I must admit I didn’t know much about South Africa before visiting it. This place have never been very high on my list of places to visit – mostly because it’s so far away and so exotic that I’ve never really dreamt of being able to go there. But then this extremely low price (350€ for return Rome-Johannesburg!!!) appeared and it didn’t take me long to decide I’m going to South Africa! Few weeks later I was already on my way to this fascinating country.
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Background of best museums in South Africa
Because everything happened so fast I didn’t have enough time to learn about things to do in South Africa or about the history and culture of the place. I knew the basics: that the country dealt with the policy of apartheid, that Nelson Mandela was the president at the end of 90s and his popularity all over the world didn’t stop even when he retired, that in 2010 South Africa hosted football World Championships.
But what I learnt there, mostly about the apartheid, was like a slap in the face and something my mind couldn’t understand no matter how hard I tried… Even if the times of this cruel policy are long gone the tension is still widely seen and felt. I’ve myself witnessed couple of unpleasant situations that had a racist background – I observed it with a jaw-drop and I felt so powerless that I could do nothing about it… Fortunately the majority of people I’ve met weren’t like that at all!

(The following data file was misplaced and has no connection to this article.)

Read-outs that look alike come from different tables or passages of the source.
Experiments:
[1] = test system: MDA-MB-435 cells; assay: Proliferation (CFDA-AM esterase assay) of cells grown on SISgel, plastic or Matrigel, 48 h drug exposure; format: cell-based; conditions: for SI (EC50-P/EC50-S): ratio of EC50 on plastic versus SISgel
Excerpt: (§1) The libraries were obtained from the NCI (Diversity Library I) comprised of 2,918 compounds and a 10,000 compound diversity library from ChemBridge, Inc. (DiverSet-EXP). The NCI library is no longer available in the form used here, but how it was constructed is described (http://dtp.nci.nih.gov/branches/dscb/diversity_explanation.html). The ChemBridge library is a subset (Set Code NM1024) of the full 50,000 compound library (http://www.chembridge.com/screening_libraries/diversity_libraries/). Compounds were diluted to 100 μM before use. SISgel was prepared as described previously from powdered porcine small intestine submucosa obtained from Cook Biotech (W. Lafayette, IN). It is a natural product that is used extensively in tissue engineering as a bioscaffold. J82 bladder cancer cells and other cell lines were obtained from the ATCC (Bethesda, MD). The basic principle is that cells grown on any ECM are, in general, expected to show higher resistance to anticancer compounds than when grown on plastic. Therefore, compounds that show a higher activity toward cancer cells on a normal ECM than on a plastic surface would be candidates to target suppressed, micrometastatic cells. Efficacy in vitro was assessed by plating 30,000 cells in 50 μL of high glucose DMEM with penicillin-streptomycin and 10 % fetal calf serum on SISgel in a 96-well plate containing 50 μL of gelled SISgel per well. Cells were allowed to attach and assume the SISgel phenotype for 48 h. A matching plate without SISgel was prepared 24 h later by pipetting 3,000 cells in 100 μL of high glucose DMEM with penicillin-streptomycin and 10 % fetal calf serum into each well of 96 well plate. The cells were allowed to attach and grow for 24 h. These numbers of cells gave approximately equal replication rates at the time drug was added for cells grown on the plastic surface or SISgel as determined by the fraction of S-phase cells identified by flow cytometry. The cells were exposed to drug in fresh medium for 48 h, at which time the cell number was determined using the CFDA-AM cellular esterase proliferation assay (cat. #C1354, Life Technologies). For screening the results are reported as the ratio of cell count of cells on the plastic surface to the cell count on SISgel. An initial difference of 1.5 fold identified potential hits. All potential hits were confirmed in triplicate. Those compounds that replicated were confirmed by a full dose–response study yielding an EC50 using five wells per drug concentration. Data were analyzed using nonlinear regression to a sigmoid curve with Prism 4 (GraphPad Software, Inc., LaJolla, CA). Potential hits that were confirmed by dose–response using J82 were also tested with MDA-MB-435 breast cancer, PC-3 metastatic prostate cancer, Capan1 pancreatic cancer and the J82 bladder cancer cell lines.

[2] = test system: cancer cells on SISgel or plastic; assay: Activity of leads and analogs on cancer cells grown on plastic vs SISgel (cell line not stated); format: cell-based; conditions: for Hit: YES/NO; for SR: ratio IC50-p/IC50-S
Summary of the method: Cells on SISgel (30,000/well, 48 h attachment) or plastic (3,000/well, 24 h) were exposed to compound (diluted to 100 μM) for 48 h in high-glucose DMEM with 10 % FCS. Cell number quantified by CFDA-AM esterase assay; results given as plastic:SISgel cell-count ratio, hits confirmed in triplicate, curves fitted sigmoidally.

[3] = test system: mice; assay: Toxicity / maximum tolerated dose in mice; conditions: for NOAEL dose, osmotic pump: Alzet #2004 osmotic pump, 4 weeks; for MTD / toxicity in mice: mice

During my time in South Africa I tried to learn as much as possible about its uneasy history. I know every place has its own issues but I tried really hard to understand what was happening in South Africa for big part of the 20th century. Now I’m definitely much smarter but still I can’t fully wrap my mind around all the apartheid issues.
I was lucky to visit 3 amazing museums in South Africa that covered the topic really well. I think every person visitihg South Africa should get to see them in order to realize that the country is not only about the beautiful landscape, that it also hides some dark pages in the recent history…
District Six Museum, Cape Town
District Six used to be a residential area in the center of Cape Town. Used to as in the 1970s, due to the apartheid regime, around 60.000 inhabitants were forced to move out from the site. What was a lively neighbourhood is now an unimproved land, haunting in the middle of this beautiful city.